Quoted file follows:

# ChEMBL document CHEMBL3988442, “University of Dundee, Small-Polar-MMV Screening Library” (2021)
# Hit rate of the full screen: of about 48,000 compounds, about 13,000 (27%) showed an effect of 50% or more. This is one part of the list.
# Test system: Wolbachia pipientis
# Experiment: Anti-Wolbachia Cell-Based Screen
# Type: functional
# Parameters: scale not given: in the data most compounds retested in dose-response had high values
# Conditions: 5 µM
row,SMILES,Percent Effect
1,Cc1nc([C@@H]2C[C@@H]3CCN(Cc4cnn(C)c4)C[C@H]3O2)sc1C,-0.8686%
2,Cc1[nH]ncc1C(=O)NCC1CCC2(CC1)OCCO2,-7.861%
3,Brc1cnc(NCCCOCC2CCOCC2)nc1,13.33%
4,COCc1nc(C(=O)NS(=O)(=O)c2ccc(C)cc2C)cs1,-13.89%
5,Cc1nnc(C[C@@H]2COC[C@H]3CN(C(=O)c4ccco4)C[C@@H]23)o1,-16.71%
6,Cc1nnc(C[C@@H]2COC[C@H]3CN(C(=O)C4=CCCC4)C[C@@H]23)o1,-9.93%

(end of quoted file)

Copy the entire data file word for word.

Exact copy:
# ChEMBL document CHEMBL3988442, “University of Dundee, Small-Polar-MMV Screening Library” (2021)
# Hit rate of the full screen: of about 48,000 compounds, about 13,000 (27%) showed an effect of 50% or more. This is one part of the list.
# Test system: Wolbachia pipientis
# Experiment: Anti-Wolbachia Cell-Based Screen
# Type: functional
# Parameters: scale not given: in the data most compounds retested in dose-response had high values
# Conditions: 5 µM
row,SMILES,Percent Effect
1,Cc1nc([C@@H]2C[C@@H]3CCN(Cc4cnn(C)c4)C[C@H]3O2)sc1C,-0.8686%
2,Cc1[nH]ncc1C(=O)NCC1CCC2(CC1)OCCO2,-7.861%
3,Brc1cnc(NCCCOCC2CCOCC2)nc1,13.33%
4,COCc1nc(C(=O)NS(=O)(=O)c2ccc(C)cc2C)cs1,-13.89%
5,Cc1nnc(C[C@@H]2COC[C@H]3CN(C(=O)c4ccco4)C[C@@H]23)o1,-16.71%
6,Cc1nnc(C[C@@H]2COC[C@H]3CN(C(=O)C4=CCCC4)C[C@@H]23)o1,-9.93%